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 Friday, 20 December, 2002, 14:59 GMT
Bono pens Mandela song
Bono
Shaggy, Queen and Macy Gray are among the line-up
A song penned for Nelson Mandela by Bono, the late Joe Strummer and Dave Stewart will close an HIV/Aids benefit concert on Robben Island, South Africa.

Organisers say 84-year-old Mandela will walk onto the stage to the tune of the song, entitled 48864 - the number he wore as a prisoner on the island.

The 2 February concert will be held within the walls of the island prison - where Mandela spent 18 of his 27 years as a prisoner of the country's apartheid regime. It is now a World Heritage site.

"It's a great way to close, to chant this number and get Nelson Mandela to walk onto the stage and be able to speak to the world about HIV/Aids," said Dave Stewart, one half of the Eurythmics and the concert's music coordinator.

Joe Strummer
Former Clash frontman Joe Strummer is also involved

Stewart said the song would be on an album of the concert.

U2's Bono, Shaggy, Queen and Macy Gray are among the concert's star line-up.

Other artists confirmed to perform include Nelly Furtado, Jimmy Cliff, Coldplay, Angelique Kidjo, Femi Kuti, Yusuf Islam, Ludacris, Lamya and Deborah Cox.

Joe Strummer had been due to appear before his unexpected death on Sunday. His family asked fans who wish to send tributes to send donations to the concert in memory of The Clash star.

The concert will be televised globally, with all funds raised going to The Nelson Mandela Foundation, the United Nations' programme Unaids, the High Commissioner for Human Rights and the Robben Island Museum.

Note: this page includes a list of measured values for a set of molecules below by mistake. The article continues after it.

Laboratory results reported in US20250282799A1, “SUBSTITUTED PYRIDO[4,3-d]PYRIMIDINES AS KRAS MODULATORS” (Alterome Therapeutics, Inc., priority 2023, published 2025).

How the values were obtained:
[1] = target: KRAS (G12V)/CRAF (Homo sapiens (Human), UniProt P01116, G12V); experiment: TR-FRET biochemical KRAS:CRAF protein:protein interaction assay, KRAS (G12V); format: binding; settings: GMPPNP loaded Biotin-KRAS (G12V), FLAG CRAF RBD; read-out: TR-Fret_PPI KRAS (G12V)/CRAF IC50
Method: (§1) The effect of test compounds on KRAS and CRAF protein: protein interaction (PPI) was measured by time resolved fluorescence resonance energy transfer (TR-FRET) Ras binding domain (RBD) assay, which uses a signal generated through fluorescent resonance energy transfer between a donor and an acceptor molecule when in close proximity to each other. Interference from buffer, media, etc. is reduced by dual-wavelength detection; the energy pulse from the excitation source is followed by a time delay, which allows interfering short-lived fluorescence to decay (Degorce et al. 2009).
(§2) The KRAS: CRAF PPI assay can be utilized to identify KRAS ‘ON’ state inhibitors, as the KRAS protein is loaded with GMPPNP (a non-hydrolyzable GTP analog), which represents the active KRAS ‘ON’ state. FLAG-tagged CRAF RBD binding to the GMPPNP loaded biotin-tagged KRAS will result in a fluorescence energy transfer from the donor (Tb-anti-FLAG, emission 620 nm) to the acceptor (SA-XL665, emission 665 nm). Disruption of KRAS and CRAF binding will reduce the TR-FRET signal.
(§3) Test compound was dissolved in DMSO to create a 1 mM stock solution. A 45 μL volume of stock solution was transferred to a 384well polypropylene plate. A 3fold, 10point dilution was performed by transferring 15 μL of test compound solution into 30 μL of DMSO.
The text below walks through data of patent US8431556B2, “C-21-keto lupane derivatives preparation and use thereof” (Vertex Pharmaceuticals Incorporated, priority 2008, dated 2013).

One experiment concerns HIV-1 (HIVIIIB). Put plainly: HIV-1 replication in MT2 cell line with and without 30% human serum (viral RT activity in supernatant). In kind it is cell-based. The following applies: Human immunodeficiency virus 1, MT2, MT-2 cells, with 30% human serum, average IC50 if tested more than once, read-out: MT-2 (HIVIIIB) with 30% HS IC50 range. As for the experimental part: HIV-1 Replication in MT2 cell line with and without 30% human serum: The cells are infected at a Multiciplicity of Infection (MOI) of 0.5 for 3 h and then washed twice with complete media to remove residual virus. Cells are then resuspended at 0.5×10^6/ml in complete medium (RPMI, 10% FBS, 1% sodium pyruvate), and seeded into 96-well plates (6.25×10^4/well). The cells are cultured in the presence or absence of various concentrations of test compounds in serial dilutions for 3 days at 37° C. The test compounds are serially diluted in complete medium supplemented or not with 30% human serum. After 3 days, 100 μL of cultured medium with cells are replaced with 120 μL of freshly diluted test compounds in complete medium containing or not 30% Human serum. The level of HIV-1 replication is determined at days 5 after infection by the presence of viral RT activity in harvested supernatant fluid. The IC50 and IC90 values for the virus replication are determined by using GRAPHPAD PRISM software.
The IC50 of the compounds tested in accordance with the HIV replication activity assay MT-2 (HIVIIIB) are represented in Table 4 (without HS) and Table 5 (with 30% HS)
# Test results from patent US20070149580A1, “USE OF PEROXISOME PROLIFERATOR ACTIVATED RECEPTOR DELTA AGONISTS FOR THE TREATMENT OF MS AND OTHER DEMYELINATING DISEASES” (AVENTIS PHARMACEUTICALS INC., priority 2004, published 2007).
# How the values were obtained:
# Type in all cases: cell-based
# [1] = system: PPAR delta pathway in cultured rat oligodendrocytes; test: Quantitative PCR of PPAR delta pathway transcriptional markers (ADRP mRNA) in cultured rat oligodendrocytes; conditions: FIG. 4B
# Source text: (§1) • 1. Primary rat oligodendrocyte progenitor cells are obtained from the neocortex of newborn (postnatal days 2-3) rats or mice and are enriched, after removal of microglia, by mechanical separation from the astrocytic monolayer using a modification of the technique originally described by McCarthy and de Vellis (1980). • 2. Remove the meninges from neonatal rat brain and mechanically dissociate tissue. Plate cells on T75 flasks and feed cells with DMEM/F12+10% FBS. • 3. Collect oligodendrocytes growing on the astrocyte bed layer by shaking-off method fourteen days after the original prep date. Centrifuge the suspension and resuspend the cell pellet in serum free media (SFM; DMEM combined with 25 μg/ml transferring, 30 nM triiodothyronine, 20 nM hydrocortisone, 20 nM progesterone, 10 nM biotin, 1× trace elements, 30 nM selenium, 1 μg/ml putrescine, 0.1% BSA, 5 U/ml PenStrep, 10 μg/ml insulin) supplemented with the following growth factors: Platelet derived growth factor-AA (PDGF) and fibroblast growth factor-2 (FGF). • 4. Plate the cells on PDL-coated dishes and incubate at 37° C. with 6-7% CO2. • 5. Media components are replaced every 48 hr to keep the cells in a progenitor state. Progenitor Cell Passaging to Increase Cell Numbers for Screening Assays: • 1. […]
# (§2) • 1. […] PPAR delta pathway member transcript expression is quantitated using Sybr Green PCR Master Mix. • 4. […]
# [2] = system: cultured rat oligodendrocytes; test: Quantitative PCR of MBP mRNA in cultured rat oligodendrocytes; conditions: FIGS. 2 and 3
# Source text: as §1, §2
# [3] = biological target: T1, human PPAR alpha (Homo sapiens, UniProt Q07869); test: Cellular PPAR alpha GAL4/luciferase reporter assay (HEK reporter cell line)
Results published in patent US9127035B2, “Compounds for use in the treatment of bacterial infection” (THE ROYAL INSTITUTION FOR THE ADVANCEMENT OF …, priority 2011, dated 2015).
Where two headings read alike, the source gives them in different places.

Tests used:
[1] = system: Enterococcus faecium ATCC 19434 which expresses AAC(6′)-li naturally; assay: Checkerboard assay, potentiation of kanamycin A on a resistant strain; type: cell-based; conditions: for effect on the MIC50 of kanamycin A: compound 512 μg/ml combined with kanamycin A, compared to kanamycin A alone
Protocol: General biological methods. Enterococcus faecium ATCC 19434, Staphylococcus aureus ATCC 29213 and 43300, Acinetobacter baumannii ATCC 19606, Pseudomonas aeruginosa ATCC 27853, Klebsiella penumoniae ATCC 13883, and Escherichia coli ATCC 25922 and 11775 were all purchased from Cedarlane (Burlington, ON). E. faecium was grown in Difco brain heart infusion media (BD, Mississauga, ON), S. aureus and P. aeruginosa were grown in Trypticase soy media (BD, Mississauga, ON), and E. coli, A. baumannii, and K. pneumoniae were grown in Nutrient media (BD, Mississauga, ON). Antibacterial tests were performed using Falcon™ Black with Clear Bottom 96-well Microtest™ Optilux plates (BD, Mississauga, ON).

The event will be beamed up to a simultaneous concert venue at Greenpoint Stadium in Cape Town, which has a capacity of 35,000 people.

Tickets will be free and distributed by competitions.

Aids campaigner

Nelson Mandela
Mandela spent 18 years on Robben Island

Mandela, who admits he still finds it difficult to say the word "condom" in public, has become a leading Aids awareness campaigner since he retired as South Africa's first black president in 1999.

At least one in nine South Africans, or about 4.8 million people in a population of 43 million, has the disease or is infected with the HIV virus that causes it.

Researchers say up to seven million people could die of Aids-related illness by 2010.

Organisers denied that the choice of Robben Island showed a lack of respect for the site as a shrine to the victims of apartheid.

"I don't believe at all that the concert is disrespectful of the victims of apartheid," said Ned O'Hanlon, the concert's executive producer.

"Quite the contrary, it is a reminder of what apartheid meant to people who suffered through that system.

"We are going back to make that connection."

See also:

04 Oct 02 | Music
04 Jul 02 | Music
26 Sep 02 | Arts
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